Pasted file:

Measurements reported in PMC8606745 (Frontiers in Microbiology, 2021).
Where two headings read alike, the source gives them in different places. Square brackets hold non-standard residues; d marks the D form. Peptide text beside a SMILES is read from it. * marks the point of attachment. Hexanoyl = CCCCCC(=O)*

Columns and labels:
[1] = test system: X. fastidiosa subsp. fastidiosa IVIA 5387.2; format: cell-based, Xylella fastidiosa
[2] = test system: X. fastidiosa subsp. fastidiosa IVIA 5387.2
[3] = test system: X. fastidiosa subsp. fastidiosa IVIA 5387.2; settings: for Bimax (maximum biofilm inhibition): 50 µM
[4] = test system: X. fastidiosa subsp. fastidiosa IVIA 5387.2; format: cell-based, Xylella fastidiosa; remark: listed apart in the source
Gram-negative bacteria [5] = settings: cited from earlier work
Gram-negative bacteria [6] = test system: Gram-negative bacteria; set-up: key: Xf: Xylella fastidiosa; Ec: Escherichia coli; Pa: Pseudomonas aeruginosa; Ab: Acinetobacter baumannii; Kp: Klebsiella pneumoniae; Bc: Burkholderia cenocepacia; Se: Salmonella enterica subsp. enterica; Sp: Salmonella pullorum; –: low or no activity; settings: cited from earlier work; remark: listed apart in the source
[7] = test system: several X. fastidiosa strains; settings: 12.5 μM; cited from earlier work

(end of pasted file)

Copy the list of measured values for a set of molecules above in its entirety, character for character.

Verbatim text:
Measurements reported in PMC8606745 (Frontiers in Microbiology, 2021).
Where two headings read alike, the source gives them in different places. Square brackets hold non-standard residues; d marks the D form. Peptide text beside a SMILES is read from it. * marks the point of attachment. Hexanoyl = CCCCCC(=O)*

Columns and labels:
[1] = test system: X. fastidiosa subsp. fastidiosa IVIA 5387.2; format: cell-based, Xylella fastidiosa
[2] = test system: X. fastidiosa subsp. fastidiosa IVIA 5387.2
[3] = test system: X. fastidiosa subsp. fastidiosa IVIA 5387.2; settings: for Bimax (maximum biofilm inhibition): 50 µM
[4] = test system: X. fastidiosa subsp. fastidiosa IVIA 5387.2; format: cell-based, Xylella fastidiosa; remark: listed apart in the source
Gram-negative bacteria [5] = settings: cited from earlier work
Gram-negative bacteria [6] = test system: Gram-negative bacteria; set-up: key: Xf: Xylella fastidiosa; Ec: Escherichia coli; Pa: Pseudomonas aeruginosa; Ab: Acinetobacter baumannii; Kp: Klebsiella pneumoniae; Bc: Burkholderia cenocepacia; Se: Salmonella enterica subsp. enterica; Sp: Salmonella pullorum; –: low or no activity; settings: cited from earlier work; remark: listed apart in the source
[7] = test system: several X. fastidiosa strains; settings: 12.5 μM; cited from earlier work